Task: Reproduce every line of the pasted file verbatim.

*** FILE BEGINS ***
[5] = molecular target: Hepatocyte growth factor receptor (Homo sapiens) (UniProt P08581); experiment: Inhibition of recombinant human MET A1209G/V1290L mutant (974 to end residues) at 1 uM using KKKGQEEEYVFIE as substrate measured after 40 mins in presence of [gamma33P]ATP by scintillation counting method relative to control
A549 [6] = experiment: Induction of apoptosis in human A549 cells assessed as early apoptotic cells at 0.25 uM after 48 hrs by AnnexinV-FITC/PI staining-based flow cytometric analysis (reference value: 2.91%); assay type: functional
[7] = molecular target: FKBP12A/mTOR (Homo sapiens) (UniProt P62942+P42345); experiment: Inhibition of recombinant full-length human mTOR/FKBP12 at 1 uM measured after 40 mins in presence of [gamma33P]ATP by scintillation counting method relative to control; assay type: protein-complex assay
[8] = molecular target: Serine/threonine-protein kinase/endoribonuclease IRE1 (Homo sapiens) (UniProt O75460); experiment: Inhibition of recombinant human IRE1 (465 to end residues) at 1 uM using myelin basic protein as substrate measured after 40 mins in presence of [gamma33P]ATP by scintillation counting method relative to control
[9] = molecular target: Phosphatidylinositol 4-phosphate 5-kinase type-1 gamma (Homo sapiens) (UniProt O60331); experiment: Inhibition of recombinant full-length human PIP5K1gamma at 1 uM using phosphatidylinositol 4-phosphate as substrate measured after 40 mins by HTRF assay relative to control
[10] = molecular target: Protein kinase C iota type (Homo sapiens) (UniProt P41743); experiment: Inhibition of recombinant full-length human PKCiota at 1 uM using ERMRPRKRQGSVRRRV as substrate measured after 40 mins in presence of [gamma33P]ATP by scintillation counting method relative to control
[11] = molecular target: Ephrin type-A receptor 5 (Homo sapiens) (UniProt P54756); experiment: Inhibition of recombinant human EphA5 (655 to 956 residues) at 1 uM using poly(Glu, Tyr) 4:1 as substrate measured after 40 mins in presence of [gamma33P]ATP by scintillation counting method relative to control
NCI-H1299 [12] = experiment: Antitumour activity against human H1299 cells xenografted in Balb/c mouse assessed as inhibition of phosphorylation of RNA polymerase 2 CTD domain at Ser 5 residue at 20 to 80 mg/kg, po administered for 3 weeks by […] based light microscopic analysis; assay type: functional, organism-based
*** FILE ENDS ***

[5] = molecular target: Hepatocyte growth factor receptor (Homo sapiens) (UniProt P08581); experiment: Inhibition of recombinant human MET A1209G/V1290L mutant (974 to end residues) at 1 uM using KKKGQEEEYVFIE as substrate measured after 40 mins in presence of [gamma33P]ATP by scintillation counting method relative to control
A549 [6] = experiment: Induction of apoptosis in human A549 cells assessed as early apoptotic cells at 0.25 uM after 48 hrs by AnnexinV-FITC/PI staining-based flow cytometric analysis (reference value: 2.91%); assay type: functional
[7] = molecular target: FKBP12A/mTOR (Homo sapiens) (UniProt P62942+P42345); experiment: Inhibition of recombinant full-length human mTOR/FKBP12 at 1 uM measured after 40 mins in presence of [gamma33P]ATP by scintillation counting method relative to control; assay type: protein-complex assay
[8] = molecular target: Serine/threonine-protein kinase/endoribonuclease IRE1 (Homo sapiens) (UniProt O75460); experiment: Inhibition of recombinant human IRE1 (465 to end residues) at 1 uM using myelin basic protein as substrate measured after 40 mins in presence of [gamma33P]ATP by scintillation counting method relative to control
[9] = molecular target: Phosphatidylinositol 4-phosphate 5-kinase type-1 gamma (Homo sapiens) (UniProt O60331); experiment: Inhibition of recombinant full-length human PIP5K1gamma at 1 uM using phosphatidylinositol 4-phosphate as substrate measured after 40 mins by HTRF assay relative to control
[10] = molecular target: Protein kinase C iota type (Homo sapiens) (UniProt P41743); experiment: Inhibition of recombinant full-length human PKCiota at 1 uM using ERMRPRKRQGSVRRRV as substrate measured after 40 mins in presence of [gamma33P]ATP by scintillation counting method relative to control
[11] = molecular target: Ephrin type-A receptor 5 (Homo sapiens) (UniProt P54756); experiment: Inhibition of recombinant human EphA5 (655 to 956 residues) at 1 uM using poly(Glu, Tyr) 4:1 as substrate measured after 40 mins in presence of [gamma33P]ATP by scintillation counting method relative to control
NCI-H1299 [12] = experiment: Antitumour activity against human H1299 cells xenografted in Balb/c mouse assessed as inhibition of phosphorylation of RNA polymerase 2 CTD domain at Ser 5 residue at 20 to 80 mg/kg, po administered for 3 weeks by […] based light microscopic analysis; assay type: functional, organism-based